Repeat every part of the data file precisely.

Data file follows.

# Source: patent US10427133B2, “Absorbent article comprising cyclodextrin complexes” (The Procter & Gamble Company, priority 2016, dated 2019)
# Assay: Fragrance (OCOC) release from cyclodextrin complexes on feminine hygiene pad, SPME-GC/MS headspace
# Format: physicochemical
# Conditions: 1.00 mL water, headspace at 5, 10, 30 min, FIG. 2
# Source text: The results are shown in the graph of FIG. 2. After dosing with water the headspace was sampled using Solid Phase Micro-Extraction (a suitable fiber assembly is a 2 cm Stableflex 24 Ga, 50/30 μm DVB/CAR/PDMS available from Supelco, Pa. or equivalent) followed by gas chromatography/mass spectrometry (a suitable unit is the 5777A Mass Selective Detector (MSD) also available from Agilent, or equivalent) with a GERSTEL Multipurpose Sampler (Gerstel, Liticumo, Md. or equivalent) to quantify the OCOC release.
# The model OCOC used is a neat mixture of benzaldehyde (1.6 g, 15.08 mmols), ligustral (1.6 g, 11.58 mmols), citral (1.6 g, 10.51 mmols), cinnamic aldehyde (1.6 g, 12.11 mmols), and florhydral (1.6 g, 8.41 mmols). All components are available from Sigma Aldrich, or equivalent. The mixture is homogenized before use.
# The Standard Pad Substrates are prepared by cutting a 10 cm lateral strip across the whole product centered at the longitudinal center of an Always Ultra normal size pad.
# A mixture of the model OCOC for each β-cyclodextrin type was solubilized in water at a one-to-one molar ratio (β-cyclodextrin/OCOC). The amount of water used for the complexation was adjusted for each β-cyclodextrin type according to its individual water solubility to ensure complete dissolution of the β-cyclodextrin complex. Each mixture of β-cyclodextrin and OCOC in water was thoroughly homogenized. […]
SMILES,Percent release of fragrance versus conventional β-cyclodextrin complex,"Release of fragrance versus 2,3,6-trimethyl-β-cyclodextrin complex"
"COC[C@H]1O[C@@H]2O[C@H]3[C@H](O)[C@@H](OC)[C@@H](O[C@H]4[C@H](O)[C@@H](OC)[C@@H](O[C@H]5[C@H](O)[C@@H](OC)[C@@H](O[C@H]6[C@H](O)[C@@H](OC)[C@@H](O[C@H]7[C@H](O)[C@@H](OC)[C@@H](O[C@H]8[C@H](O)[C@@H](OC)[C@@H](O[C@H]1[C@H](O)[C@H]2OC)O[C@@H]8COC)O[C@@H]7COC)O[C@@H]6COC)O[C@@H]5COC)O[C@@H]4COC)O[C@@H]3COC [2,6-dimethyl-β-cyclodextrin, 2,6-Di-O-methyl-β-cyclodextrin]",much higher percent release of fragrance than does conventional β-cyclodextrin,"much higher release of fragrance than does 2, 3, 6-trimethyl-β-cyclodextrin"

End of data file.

# Source: patent US10427133B2, “Absorbent article comprising cyclodextrin complexes” (The Procter & Gamble Company, priority 2016, dated 2019)
# Assay: Fragrance (OCOC) release from cyclodextrin complexes on feminine hygiene pad, SPME-GC/MS headspace
# Format: physicochemical
# Conditions: 1.00 mL water, headspace at 5, 10, 30 min, FIG. 2
# Source text: The results are shown in the graph of FIG. 2. After dosing with water the headspace was sampled using Solid Phase Micro-Extraction (a suitable fiber assembly is a 2 cm Stableflex 24 Ga, 50/30 μm DVB/CAR/PDMS available from Supelco, Pa. or equivalent) followed by gas chromatography/mass spectrometry (a suitable unit is the 5777A Mass Selective Detector (MSD) also available from Agilent, or equivalent) with a GERSTEL Multipurpose Sampler (Gerstel, Liticumo, Md. or equivalent) to quantify the OCOC release.
# The model OCOC used is a neat mixture of benzaldehyde (1.6 g, 15.08 mmols), ligustral (1.6 g, 11.58 mmols), citral (1.6 g, 10.51 mmols), cinnamic aldehyde (1.6 g, 12.11 mmols), and florhydral (1.6 g, 8.41 mmols). All components are available from Sigma Aldrich, or equivalent. The mixture is homogenized before use.
# The Standard Pad Substrates are prepared by cutting a 10 cm lateral strip across the whole product centered at the longitudinal center of an Always Ultra normal size pad.
# A mixture of the model OCOC for each β-cyclodextrin type was solubilized in water at a one-to-one molar ratio (β-cyclodextrin/OCOC). The amount of water used for the complexation was adjusted for each β-cyclodextrin type according to its individual water solubility to ensure complete dissolution of the β-cyclodextrin complex. Each mixture of β-cyclodextrin and OCOC in water was thoroughly homogenized. […]
SMILES,Percent release of fragrance versus conventional β-cyclodextrin complex,"Release of fragrance versus 2,3,6-trimethyl-β-cyclodextrin complex"
"COC[C@H]1O[C@@H]2O[C@H]3[C@H](O)[C@@H](OC)[C@@H](O[C@H]4[C@H](O)[C@@H](OC)[C@@H](O[C@H]5[C@H](O)[C@@H](OC)[C@@H](O[C@H]6[C@H](O)[C@@H](OC)[C@@H](O[C@H]7[C@H](O)[C@@H](OC)[C@@H](O[C@H]8[C@H](O)[C@@H](OC)[C@@H](O[C@H]1[C@H](O)[C@H]2OC)O[C@@H]8COC)O[C@@H]7COC)O[C@@H]6COC)O[C@@H]5COC)O[C@@H]4COC)O[C@@H]3COC [2,6-dimethyl-β-cyclodextrin, 2,6-Di-O-methyl-β-cyclodextrin]",much higher percent release of fragrance than does conventional β-cyclodextrin,"much higher release of fragrance than does 2, 3, 6-trimethyl-β-cyclodextrin"